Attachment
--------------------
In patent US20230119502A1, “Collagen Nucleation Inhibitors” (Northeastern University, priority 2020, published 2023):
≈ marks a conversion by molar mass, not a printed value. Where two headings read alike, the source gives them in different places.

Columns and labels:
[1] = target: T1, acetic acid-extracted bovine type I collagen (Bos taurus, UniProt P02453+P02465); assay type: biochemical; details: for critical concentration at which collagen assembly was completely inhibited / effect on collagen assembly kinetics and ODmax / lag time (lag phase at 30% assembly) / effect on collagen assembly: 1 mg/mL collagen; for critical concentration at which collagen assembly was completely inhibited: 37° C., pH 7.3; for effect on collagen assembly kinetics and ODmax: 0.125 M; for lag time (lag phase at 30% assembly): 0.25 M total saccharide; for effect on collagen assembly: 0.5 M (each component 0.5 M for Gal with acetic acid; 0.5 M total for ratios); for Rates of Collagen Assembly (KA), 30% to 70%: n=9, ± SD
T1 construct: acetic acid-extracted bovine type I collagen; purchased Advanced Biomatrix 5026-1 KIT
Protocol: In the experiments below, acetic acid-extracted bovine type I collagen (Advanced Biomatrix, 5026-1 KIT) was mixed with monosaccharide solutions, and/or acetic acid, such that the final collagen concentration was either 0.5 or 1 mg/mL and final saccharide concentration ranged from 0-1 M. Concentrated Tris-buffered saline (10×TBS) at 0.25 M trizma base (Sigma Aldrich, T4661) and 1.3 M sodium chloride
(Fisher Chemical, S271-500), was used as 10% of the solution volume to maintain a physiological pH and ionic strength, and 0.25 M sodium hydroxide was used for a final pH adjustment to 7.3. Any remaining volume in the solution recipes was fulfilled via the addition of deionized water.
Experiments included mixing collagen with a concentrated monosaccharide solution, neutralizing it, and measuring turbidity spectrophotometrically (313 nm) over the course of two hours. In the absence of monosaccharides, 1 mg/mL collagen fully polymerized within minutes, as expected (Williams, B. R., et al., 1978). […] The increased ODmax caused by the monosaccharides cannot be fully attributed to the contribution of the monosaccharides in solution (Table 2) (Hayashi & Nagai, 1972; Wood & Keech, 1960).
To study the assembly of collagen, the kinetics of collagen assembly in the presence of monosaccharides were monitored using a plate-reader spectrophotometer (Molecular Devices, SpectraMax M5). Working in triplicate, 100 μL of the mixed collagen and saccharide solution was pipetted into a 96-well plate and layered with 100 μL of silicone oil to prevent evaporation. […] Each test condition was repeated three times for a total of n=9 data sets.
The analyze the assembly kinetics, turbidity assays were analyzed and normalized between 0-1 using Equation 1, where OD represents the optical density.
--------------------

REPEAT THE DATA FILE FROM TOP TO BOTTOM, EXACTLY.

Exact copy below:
In patent US20230119502A1, “Collagen Nucleation Inhibitors” (Northeastern University, priority 2020, published 2023):
≈ marks a conversion by molar mass, not a printed value. Where two headings read alike, the source gives them in different places.

Columns and labels:
[1] = target: T1, acetic acid-extracted bovine type I collagen (Bos taurus, UniProt P02453+P02465); assay type: biochemical; details: for critical concentration at which collagen assembly was completely inhibited / effect on collagen assembly kinetics and ODmax / lag time (lag phase at 30% assembly) / effect on collagen assembly: 1 mg/mL collagen; for critical concentration at which collagen assembly was completely inhibited: 37° C., pH 7.3; for effect on collagen assembly kinetics and ODmax: 0.125 M; for lag time (lag phase at 30% assembly): 0.25 M total saccharide; for effect on collagen assembly: 0.5 M (each component 0.5 M for Gal with acetic acid; 0.5 M total for ratios); for Rates of Collagen Assembly (KA), 30% to 70%: n=9, ± SD
T1 construct: acetic acid-extracted bovine type I collagen; purchased Advanced Biomatrix 5026-1 KIT
Protocol: In the experiments below, acetic acid-extracted bovine type I collagen (Advanced Biomatrix, 5026-1 KIT) was mixed with monosaccharide solutions, and/or acetic acid, such that the final collagen concentration was either 0.5 or 1 mg/mL and final saccharide concentration ranged from 0-1 M. Concentrated Tris-buffered saline (10×TBS) at 0.25 M trizma base (Sigma Aldrich, T4661) and 1.3 M sodium chloride
(Fisher Chemical, S271-500), was used as 10% of the solution volume to maintain a physiological pH and ionic strength, and 0.25 M sodium hydroxide was used for a final pH adjustment to 7.3. Any remaining volume in the solution recipes was fulfilled via the addition of deionized water.
Experiments included mixing collagen with a concentrated monosaccharide solution, neutralizing it, and measuring turbidity spectrophotometrically (313 nm) over the course of two hours. In the absence of monosaccharides, 1 mg/mL collagen fully polymerized within minutes, as expected (Williams, B. R., et al., 1978). […] The increased ODmax caused by the monosaccharides cannot be fully attributed to the contribution of the monosaccharides in solution (Table 2) (Hayashi & Nagai, 1972; Wood & Keech, 1960).
To study the assembly of collagen, the kinetics of collagen assembly in the presence of monosaccharides were monitored using a plate-reader spectrophotometer (Molecular Devices, SpectraMax M5). Working in triplicate, 100 μL of the mixed collagen and saccharide solution was pipetted into a 96-well plate and layered with 100 μL of silicone oil to prevent evaporation. […] Each test condition was repeated three times for a total of n=9 data sets.
The analyze the assembly kinetics, turbidity assays were analyzed and normalized between 0-1 using Equation 1, where OD represents the optical density.